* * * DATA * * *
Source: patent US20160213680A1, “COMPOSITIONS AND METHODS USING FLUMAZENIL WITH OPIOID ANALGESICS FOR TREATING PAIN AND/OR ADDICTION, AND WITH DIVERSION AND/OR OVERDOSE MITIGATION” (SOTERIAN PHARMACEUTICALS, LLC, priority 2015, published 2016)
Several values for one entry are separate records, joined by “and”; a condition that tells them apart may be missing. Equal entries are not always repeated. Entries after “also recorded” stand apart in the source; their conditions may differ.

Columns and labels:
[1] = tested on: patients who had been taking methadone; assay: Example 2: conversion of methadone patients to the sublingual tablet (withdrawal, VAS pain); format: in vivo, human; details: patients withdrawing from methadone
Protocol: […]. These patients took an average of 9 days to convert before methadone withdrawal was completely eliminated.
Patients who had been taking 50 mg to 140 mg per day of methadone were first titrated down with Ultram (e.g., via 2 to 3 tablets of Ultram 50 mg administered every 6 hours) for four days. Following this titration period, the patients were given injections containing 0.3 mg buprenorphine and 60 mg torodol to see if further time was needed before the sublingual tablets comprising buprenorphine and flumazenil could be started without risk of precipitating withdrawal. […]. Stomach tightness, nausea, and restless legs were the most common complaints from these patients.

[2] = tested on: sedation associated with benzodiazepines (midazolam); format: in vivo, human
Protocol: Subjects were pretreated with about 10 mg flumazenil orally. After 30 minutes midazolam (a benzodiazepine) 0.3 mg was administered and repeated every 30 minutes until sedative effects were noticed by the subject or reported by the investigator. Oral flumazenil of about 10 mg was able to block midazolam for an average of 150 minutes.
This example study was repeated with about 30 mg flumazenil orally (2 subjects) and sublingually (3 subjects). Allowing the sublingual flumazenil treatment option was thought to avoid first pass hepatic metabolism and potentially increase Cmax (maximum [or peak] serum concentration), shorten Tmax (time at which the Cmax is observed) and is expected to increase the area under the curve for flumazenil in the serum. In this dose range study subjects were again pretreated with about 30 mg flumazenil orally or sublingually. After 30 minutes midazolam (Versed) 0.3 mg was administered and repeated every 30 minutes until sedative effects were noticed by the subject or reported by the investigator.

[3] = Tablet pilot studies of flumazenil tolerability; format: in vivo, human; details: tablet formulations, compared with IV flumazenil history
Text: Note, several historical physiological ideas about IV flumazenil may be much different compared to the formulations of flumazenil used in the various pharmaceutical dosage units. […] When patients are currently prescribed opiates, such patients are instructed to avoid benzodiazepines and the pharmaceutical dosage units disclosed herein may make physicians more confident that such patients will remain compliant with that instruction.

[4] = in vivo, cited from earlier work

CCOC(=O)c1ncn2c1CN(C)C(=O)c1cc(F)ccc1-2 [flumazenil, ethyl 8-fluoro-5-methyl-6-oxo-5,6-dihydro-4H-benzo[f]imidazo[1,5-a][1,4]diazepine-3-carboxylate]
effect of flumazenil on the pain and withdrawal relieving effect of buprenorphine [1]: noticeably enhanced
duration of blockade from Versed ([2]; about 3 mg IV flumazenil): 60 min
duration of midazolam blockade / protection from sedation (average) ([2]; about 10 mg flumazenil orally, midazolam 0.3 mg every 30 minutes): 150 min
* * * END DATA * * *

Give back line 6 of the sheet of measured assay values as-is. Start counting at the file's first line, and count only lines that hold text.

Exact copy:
Patients who had been taking 50 mg to 140 mg per day of methadone were first titrated down with Ultram (e.g., via 2 to 3 tablets of Ultram 50 mg administered every 6 hours) for four days. Following this titration period, the patients were given injections containing 0.3 mg buprenorphine and 60 mg torodol to see if further time was needed before the sublingual tablets comprising buprenorphine and flumazenil could be started without risk of precipitating withdrawal. […]. Stomach tightness, nausea, and restless legs were the most common complaints from these patients.